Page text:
Garbage - Biography
By David Downs
American-Scottish pop group Garbage formed in 1994 in Wisconsin when Nirvana producer, Butch Vig, and associates Steve Marker and Duke Erikson, auditioned and hired Angelfish singer Shirley Manson for a side project that would unite Hip-Hop beats, rock guitars and electronica under a pop music aesthetic. The hit combination helped Garbage sell millions of records in the '90's and into the 2000s, earning the hit machine seven Grammy nominations.
Garbage's nucleus is largely Vig, born Bryan Vigorson on August 2nd, 1957 in Viroqua, Wisconsin, a small town of Norwegian farmers. Vig's father was a doctor, and his mother a music teacher. He learned piano by the sixth grade, but switched to drums after watching The Who perform on television. Vig joined a few high school bands, listened to Steppenwolf, and started taking drugs. He later dropped out of the pre-med program at the University of Wisconsin to drum in the local band Spooner, before attending film school where he learned production via sound effects training. Vig met both Erikson and Marker at this time. Erikson was born in Nebraska in 1953, formed his first band at sixteen, and studied art history in college. He also was a member of Spooner which later morphed into Fire Town. Vig quickly left Spooner but returned to drum for Fire Town until the band called it quits in 1989. Marker was born in 1959 in Minneapolis and played in bands before delving into production with Vig.
In 1983, Vig and Marker founded Smart Studios in Madison, Wisconsin with a $3,000 loan from Vig's parents. They began by recording punk bands and then funneled the money back into gear. The two also recorded their own material focusing on brevity, spontaneity, and at least one radical tempo change. By 1989, Vig was producing for popular grunge label Sub Pop, and handling work for the Smashing Pumpkins. In 1991, Vig produced and engineered Nirvana's Nevermind, permanently changing his life. By 1992, he was working for Nine Inch Nails and House of Pain, and foreseeing an opening in the market for something popular that could bridge industrial and Hip-Hop. In 1994, Vig sampled some of his experimental ideas he had remixed for Nine Inch Nails for percussionist Pauli Ryan. Ryan said it sounded like garbage to him and the name stuck, but Vig felt the sound was lacking something special, and that something was Shirley Manson.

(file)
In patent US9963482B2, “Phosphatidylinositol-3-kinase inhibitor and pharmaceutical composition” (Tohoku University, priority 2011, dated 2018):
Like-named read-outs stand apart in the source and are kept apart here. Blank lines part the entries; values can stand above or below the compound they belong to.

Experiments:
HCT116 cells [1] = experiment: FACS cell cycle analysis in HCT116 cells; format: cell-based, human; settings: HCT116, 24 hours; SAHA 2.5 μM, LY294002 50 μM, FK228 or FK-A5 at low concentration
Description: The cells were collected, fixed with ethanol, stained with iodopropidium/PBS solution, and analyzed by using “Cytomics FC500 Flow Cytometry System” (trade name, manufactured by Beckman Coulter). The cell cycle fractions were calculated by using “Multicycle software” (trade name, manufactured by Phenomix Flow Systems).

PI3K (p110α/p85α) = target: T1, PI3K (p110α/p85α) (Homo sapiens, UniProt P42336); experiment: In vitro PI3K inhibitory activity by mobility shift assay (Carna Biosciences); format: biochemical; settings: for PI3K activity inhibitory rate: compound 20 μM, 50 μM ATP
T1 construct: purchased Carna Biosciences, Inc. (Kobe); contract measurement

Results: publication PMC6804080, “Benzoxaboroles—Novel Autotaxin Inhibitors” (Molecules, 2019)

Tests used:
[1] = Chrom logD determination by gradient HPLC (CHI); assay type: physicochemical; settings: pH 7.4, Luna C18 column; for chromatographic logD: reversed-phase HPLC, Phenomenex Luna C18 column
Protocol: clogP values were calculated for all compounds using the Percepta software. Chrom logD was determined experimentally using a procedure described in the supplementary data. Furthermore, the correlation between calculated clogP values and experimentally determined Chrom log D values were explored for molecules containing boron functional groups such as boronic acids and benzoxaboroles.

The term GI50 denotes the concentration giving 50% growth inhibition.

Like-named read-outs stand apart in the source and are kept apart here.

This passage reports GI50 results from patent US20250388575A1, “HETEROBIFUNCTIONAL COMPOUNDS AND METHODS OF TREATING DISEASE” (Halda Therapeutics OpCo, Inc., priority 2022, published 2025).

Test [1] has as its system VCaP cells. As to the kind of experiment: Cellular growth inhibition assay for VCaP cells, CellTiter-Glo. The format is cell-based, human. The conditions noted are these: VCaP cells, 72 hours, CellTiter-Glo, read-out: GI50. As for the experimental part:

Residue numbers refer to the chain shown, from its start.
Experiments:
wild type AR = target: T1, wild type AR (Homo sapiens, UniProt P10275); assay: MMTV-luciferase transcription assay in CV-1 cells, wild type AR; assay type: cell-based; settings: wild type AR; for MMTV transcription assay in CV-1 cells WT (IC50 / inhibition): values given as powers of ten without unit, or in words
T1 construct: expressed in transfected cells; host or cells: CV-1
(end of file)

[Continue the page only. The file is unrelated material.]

Manson was born in 1966 in Edinburgh, Scotland, the middle of three daughters. Her geneticist father had been a jazz singer aat one time and had passed his love of music onto his middle daughter. She learned to play the piano by age seven. After high school, she joined the band Goodbye Mr Mackenzie and later their sideproject, Angelfish, where she was spotted by Vig on MTV. Still needing a voice for their project, Vig called Manson for an audition. The audtion was unsuccessful, but eventually they bonded over musical influences. Manson brought a voice and an attitude and a core to Garbage and Vig says that he was initially scared of her, but drawn to her multifaceted voice - capable of conveying any emotion, especially desperation, lust, fear, sadness or insanity.